When it started out, “Peaky Blinders” was not just a show about Tommy Shelby but also the entire Peaky crime family, each dealing with their personal demons in an unforgiving world. There’s Arthur (Paul Anderson), Tommy’s older brother who’s prone to fits of rage followed by abject self-loathing; Polly Gray (Helen McCrory), Tommy’s aunt who’s lived a hard life and hardened her own heart as a result; Tommy’s sister Ada (Sophie Rundle), who wants to leave a life of crime behind but keeps getting sucked back into it.
Later seasons see more compelling characters added to the plot, like Lizzie (Natasha O’Keeffe), the former prostitute who becomes Tommy’s wife and suffers through his schemes and infidelities. Even the antagonistic characters like Major Campbell (Sam Neill) and Luca Changretta (Adrien Brody) get backstories that add to their motivations and make them much more than simple villains to be mowed down by the Blinders gang.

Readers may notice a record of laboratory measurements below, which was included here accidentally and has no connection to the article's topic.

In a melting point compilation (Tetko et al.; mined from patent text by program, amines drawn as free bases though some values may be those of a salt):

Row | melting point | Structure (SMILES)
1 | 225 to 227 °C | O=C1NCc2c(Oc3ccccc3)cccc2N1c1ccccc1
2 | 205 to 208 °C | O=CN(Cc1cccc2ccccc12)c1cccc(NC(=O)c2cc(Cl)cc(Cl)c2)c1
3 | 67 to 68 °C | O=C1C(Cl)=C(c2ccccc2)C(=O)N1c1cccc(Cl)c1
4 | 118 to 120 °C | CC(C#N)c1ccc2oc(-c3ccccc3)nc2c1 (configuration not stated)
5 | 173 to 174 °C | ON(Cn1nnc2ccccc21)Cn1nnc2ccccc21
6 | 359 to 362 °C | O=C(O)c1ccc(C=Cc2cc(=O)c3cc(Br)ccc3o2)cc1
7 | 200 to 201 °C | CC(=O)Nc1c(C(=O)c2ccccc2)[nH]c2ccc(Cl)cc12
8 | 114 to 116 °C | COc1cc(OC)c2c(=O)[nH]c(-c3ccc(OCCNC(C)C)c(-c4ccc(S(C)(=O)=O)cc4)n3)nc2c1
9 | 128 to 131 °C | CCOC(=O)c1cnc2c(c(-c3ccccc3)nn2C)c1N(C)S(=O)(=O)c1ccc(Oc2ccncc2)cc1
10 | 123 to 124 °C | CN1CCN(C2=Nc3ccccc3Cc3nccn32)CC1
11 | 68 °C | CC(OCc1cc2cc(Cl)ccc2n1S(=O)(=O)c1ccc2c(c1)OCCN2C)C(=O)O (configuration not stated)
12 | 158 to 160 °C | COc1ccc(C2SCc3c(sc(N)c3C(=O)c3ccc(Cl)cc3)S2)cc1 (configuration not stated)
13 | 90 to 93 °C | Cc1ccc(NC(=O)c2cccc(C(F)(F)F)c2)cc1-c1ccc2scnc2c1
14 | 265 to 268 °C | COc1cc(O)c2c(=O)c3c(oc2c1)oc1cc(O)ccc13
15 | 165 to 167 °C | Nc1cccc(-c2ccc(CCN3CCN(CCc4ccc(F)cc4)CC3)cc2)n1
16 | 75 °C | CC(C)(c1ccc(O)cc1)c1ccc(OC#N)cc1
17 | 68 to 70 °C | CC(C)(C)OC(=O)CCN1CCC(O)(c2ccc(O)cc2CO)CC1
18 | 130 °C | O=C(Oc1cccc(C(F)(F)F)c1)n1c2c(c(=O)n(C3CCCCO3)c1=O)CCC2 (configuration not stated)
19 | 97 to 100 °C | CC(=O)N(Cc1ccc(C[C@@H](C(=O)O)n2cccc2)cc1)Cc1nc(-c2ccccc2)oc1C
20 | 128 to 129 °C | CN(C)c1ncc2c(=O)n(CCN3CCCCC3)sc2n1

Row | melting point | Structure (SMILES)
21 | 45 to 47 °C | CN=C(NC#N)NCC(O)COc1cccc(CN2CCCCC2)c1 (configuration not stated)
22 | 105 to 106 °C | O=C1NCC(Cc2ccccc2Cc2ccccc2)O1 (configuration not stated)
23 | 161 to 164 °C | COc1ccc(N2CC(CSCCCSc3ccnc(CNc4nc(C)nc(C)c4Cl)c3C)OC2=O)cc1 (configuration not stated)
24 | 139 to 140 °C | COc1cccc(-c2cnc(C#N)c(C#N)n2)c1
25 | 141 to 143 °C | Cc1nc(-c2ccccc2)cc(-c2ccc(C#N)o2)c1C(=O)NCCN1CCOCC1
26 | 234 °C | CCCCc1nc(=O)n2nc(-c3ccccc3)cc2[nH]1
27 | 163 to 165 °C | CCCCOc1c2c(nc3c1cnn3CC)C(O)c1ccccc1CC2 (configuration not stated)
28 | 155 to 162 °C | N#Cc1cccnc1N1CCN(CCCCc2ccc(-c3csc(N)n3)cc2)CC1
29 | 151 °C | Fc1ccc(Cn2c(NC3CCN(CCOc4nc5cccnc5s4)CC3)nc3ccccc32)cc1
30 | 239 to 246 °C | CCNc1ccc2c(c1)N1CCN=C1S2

It would have been easy for the plot to get lost amongst the many interwoven character threads, but “Peaky Blinders” does a good job of making the characters’ personal arcs part of the main narrative instead of letting them overpower the proceedings — at least in the first four seasons, before the focus started shifting exclusively toward Tommy.